Wu gives her students plenty of personal attention. Before they submit an assignment, they have meetings with her in groups of five to get feedback on their drafts. It's also a chance for them to learn from one another, Wu says. 'They can identify their own strengths and weaknesses.'
A common characteristic among award-winning teachers is the joy they get from their work.
'One graduate, who is a kung fu master, asked me help him develop his students' characters, as he wants them to be virtuous and not just able to fight,' says Dr Annis Fung Lai-chu, an assistant professor at City University's department of applied social studies.
City University's award winners are subject to stringent criteria - they are selected after class observation by members of a judging panel, and student and departmental recommendations. Teachers must also give a presentation on teaching pedagogy to the panel.
Most of Fung's students are working adults taking master's courses in counselling, and she normally begins by gaining an understanding of their backgrounds.
To prepare students to be effective counsellors, she asks them to write a family journal to uncover hidden influences on their personal development.
'My teaching philosophy is to begin with the individual. Personal attitudes and beliefs affect the future counselling process,' she says.
Of course, Fung must create a secure environment for her students to recount their family history, so confidentiality rules are strictly observed.
On a personal level, the therapist enjoys a close relationship with her students, having meals or chats with them. Some former students who have become professional social workers also share views and problems at work with her via Facebook.
A three-time award winner, Professor Vivian Lee Wing-yan, an associate professor at Chinese University's School of Pharmacy, puts an equal emphasis on applying knowledge. In 2009, her students helped her launch an internet platform linking people with questions about drug use to pharmacists. Called Ampoule (Ask My Pharmacist! - Online University-Led Drug Enquiry), it has just added a web-conferencing function, enabling patients to have live chats with a pharmacist.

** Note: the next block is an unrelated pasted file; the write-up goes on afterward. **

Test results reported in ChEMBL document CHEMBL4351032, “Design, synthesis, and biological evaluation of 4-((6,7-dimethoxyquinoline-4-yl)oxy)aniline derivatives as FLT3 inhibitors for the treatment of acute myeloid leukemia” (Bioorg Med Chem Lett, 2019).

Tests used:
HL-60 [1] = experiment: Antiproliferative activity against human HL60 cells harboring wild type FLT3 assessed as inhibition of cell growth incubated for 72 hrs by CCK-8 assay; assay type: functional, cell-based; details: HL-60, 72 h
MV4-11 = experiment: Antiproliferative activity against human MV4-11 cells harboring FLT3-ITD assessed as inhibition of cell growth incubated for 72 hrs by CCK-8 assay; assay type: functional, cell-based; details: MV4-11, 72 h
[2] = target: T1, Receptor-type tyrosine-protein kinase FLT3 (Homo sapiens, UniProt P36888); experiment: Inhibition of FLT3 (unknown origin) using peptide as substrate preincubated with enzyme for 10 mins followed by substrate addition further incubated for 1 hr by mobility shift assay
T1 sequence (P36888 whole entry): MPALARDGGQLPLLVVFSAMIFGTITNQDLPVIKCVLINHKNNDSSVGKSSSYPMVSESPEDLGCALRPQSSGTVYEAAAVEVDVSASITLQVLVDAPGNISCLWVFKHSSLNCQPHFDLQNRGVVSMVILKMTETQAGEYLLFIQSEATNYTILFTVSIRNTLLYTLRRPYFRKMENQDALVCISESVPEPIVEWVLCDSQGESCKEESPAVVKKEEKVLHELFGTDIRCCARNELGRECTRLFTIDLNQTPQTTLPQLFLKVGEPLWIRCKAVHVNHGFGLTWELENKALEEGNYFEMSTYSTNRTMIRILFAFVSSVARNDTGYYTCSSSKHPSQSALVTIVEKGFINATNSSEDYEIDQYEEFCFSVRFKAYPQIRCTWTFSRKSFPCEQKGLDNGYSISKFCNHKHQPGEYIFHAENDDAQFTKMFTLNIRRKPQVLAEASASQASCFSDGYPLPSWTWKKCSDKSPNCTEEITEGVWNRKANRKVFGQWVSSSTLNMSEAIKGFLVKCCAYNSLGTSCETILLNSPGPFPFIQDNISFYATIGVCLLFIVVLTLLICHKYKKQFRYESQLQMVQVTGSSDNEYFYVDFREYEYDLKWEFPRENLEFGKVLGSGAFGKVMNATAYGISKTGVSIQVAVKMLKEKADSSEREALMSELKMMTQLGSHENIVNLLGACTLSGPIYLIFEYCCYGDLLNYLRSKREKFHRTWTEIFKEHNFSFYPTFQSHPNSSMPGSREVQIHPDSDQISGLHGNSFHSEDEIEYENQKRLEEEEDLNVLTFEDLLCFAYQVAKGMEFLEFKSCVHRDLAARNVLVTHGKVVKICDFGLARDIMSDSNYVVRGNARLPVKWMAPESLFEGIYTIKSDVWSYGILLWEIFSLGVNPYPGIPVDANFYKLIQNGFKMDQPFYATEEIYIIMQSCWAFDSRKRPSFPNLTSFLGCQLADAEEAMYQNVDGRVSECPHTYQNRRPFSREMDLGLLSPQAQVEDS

The bilingual platform would not have been possible without the help of her computer-savvy students, Lee says. 'I am a computer idiot and was lucky to have had the support of my students, who turned my idea into reality.'
Her desire to help the ageing population stemmed from her experience running summer workshops to educate elderly residents in Wong Tai Sin on the safe use of drugs. She became driven to find an educational tool after finding widespread ignorance. 'We do not recommend drugs but only gather information about them.'
She sees immense benefits in involving her students, whom she describes as working partners. 'It gives them training outside of the regular curriculum, like collecting information about common diseases and communicating with different people. Hong Kong students are trained to pass examinations, yet the most important [thing] is to be able to apply what they have learned.'
While high ratings from her students helped Lee win the award, they also know they can rely on her for support.
'[I help them] when they need my input on their career or academic plans. They are the future of the pharmacy profession. I hope that they can continue my work and serve the community to promote safety in medication.'